[ biv-oo-ak ]
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Part of Speech noun
Origin + Etymology
early 18th century; French; probably from Swiss German Bîwacht "additional guard at night," apparently denoting a citizens' patrol supporting the ordinary town watch
  • encampment
  • unavailable
a military encampment made with tents or improvised shelters, usually without shelter or protection from enemy fire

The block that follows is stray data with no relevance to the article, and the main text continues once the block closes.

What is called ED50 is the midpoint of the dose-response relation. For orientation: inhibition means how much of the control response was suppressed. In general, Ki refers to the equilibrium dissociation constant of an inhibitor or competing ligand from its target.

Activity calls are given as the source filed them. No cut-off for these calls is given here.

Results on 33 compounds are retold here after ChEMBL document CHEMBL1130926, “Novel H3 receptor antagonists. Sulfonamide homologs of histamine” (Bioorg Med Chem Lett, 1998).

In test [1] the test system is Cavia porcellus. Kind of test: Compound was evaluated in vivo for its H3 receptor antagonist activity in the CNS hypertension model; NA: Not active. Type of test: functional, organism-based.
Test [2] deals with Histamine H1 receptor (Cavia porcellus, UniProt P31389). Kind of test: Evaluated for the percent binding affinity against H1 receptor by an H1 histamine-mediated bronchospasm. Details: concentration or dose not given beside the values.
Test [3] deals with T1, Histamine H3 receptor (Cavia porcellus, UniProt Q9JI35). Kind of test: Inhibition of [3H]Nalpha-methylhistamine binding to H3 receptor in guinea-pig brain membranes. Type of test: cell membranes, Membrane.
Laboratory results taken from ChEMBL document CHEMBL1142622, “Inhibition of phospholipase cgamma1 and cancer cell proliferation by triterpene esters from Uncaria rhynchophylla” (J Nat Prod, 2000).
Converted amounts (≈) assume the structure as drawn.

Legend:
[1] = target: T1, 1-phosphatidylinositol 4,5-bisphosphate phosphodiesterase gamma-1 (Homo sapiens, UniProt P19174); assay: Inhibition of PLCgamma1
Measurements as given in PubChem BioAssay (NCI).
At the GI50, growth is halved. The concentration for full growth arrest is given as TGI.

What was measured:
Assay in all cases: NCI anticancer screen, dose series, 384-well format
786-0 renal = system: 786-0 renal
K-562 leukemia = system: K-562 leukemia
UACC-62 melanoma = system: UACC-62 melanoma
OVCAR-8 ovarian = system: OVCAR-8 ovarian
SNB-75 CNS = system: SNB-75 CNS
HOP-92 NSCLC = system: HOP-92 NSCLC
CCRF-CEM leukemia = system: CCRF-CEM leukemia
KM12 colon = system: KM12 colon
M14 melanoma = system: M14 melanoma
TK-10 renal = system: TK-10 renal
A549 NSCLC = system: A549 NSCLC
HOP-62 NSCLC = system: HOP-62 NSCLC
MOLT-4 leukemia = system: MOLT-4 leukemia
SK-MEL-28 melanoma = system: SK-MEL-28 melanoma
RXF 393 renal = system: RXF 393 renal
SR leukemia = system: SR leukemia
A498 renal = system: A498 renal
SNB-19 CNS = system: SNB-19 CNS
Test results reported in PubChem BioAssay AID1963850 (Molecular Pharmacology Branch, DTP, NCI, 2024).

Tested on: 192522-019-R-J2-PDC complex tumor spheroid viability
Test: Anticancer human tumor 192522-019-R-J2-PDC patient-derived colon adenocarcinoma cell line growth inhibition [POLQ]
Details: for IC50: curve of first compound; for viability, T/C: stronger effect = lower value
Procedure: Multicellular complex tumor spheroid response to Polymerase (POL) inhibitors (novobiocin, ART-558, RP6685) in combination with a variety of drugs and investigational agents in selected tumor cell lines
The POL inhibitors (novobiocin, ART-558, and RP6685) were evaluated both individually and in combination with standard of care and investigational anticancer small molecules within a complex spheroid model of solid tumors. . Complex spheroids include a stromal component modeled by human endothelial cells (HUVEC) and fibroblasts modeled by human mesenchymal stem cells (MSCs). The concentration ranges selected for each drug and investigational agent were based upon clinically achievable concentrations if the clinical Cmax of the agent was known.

A) The army set up a bivouac outside the monastery, although no one was sure if they were there for the right reasons. B) Despite still needing to march another 100 kilometers, the general allowed his soldiers to establish a bivouac and rest.
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